The Bank of New York Mellon must face most of the remaining claims in a proposed self-dealing class action alleging it failed to disclose conflicts of interest when funneling client assets into mutual funds and other investment vehicles that favored the bank.

  • April 11, 2024

    Judge Grants $3.2M In Fees For Wawa Class Counsel

    There is no evidence of side agreements or collusion between attorneys representing a proposed class in a suit against Wawa Inc. and the convenience store's defense counsel, according to a Pennsylvania federal judge's order approving $3.2 million in attorney fees following appellate court review.

  • April 11, 2024

    State Bar Attys Fight Eastman's Bid To Activate Law License

    The State Bar of California has formally opposed John C. Eastman's motion to stay a March order placing him on inactive status pending appeal of a recommendation that he be disbarred.

  • April 11, 2024

    Jury Frees Urban Outfitters From Trade Secrets Suit

    Urban Outfitters on Thursday beat back a lawsuit from a bankrupt online fashion rental company claiming the retailer stole its proprietary information to set up a competing business, with a Philadelphia federal jury finding that the clothing chain did not misappropriate trade secrets.

Expert Analysis

  • Series

    Serving As A Sheriff's Deputy Made Me A Better Lawyer

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    Skills developed during my work as a reserve deputy — where there was a need to always be prepared, decisive and articulate — transferred to my practice as an intellectual property litigator, and my experience taught me that clients often appreciate and relate to the desire to participate in extracurricular activities, says Michael Friedland at Friedland Cianfrani.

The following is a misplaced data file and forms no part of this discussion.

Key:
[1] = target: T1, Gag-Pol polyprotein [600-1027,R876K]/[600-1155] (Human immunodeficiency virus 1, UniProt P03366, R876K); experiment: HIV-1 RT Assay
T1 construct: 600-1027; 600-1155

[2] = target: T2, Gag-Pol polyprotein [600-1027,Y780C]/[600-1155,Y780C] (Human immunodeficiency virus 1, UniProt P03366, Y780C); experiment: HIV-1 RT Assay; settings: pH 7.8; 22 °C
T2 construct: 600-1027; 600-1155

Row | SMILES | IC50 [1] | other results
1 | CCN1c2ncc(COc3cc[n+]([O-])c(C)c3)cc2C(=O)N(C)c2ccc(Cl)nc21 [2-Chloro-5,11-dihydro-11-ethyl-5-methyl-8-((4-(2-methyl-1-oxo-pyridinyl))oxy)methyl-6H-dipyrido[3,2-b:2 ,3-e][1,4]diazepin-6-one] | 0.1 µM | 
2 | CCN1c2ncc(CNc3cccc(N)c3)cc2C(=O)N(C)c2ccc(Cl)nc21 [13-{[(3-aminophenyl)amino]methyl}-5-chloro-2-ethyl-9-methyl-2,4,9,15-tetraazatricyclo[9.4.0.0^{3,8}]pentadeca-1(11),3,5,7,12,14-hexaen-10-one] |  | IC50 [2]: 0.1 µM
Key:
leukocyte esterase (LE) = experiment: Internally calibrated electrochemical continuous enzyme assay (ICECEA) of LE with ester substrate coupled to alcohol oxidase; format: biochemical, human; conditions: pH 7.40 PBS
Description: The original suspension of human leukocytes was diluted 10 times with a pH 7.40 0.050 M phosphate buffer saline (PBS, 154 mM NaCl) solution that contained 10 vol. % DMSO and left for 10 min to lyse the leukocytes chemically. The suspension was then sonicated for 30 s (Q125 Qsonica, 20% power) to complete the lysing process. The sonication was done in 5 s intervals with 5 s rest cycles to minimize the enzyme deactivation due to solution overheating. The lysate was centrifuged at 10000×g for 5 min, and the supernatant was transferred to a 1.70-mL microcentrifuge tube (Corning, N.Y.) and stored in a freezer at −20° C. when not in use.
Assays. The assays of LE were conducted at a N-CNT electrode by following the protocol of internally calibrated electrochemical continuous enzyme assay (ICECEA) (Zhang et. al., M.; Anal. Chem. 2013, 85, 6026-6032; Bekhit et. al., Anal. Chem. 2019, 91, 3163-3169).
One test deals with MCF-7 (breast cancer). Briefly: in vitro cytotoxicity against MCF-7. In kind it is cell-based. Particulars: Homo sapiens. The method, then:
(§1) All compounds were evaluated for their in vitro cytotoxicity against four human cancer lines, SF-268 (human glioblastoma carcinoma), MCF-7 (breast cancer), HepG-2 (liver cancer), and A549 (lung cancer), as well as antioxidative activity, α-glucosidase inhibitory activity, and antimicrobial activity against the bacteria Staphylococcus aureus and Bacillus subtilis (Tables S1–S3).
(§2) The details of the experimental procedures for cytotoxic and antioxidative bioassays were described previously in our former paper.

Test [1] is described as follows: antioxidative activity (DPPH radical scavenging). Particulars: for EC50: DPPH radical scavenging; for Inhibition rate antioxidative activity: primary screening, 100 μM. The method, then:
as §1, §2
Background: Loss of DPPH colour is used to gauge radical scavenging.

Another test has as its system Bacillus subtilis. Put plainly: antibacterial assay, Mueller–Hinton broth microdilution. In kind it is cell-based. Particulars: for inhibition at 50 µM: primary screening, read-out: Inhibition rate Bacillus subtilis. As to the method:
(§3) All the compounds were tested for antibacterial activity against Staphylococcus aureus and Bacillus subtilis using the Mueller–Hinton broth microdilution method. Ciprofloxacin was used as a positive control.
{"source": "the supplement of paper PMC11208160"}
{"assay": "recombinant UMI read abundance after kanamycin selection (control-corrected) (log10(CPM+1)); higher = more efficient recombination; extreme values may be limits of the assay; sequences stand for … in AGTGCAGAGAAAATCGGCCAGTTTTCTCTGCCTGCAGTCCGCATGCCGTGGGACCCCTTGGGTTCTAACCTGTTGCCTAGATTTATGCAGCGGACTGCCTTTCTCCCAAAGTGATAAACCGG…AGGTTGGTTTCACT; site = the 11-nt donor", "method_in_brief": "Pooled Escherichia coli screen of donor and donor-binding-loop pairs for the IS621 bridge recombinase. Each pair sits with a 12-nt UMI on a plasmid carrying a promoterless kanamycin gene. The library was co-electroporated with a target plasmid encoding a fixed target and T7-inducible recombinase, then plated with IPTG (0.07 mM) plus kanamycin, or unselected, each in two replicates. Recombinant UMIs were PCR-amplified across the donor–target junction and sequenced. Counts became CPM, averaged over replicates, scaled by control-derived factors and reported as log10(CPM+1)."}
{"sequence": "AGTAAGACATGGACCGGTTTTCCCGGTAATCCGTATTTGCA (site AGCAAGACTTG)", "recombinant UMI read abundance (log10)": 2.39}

• Opinion

    The SEC Is Engaging In Regulation By Destruction

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    The U.S. Securities and Exchange Commission's recent use of regulation by enforcement against digital assets indicates it's more interested in causing harm to crypto companies than providing guidance to the markets or protecting investors, says J.W. Verret at George Mason University.

  • Former Minn. Chief Justice Instructs On Writing Better Briefs

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    Former Minnesota Supreme Court Chief Justice Lorie Gildea, now at Greenberg Traurig, offers strategies on writing more effective appellate briefs from her time on the bench.

  • Stay Interviews Are Key To Retaining Legal Talent

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    Even as the economy shifts and layoffs continue, law firms still want to retain their top attorneys, and so-called stay interviews — informal conversations with employees to identify potential issues before they lead to turnover — can be a crucial tool for improving retention and morale, say Tina Cohen Nicol and Kate Reder Sheikh at Major Lindsey.

  • And Now A Word From The Panel: Benefits Of MDL Transfers

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    A recent order from the Judicial Panel on Multidistrict Litigation highlights a critical part of the panel's work — moving cases into an existing MDL — and serves as a reminder that common arguments against such transfers don't outweigh the benefits of coordinating discovery and utilizing lead counsel, says Alan Rothman at Sidley Austin.

  • Series

    Spray Painting Makes Me A Better Lawyer

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    My experiences as an abstract spray paint artist have made me a better litigator, demonstrating — in more ways than one — how fluidity and flexibility are necessary parts of a successful legal practice, says Erick Sandlin at Bracewell.

  • Opinion

    Judicial Independence Is Imperative This Election Year